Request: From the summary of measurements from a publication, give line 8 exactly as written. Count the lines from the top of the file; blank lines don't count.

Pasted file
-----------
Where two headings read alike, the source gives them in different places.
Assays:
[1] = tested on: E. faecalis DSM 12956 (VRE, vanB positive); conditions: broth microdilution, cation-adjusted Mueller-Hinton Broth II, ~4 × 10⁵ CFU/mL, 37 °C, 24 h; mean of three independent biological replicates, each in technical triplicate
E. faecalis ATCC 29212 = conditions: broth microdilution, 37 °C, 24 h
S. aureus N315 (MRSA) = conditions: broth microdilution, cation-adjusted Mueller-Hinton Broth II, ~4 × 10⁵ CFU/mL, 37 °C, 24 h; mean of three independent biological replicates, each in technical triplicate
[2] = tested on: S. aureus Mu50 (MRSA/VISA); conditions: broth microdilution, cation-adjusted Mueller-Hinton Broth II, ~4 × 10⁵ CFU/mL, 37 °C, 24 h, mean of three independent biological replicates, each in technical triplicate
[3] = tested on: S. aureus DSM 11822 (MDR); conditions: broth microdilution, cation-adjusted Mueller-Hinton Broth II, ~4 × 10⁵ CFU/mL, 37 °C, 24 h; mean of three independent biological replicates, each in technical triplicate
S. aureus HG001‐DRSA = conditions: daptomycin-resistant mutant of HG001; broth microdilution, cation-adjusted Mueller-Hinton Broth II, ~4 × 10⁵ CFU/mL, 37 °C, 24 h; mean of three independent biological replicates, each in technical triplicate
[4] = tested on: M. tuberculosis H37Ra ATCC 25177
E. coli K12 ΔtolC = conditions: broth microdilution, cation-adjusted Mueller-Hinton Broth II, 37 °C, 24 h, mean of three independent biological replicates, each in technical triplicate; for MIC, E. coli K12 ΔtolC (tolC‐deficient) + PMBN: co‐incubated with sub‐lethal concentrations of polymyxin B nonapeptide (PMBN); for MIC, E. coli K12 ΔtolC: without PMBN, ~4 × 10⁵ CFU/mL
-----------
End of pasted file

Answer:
S. aureus HG001‐DRSA = conditions: daptomycin-resistant mutant of HG001; broth microdilution, cation-adjusted Mueller-Hinton Broth II, ~4 × 10⁵ CFU/mL, 37 °C, 24 h; mean of three independent biological replicates, each in technical triplicate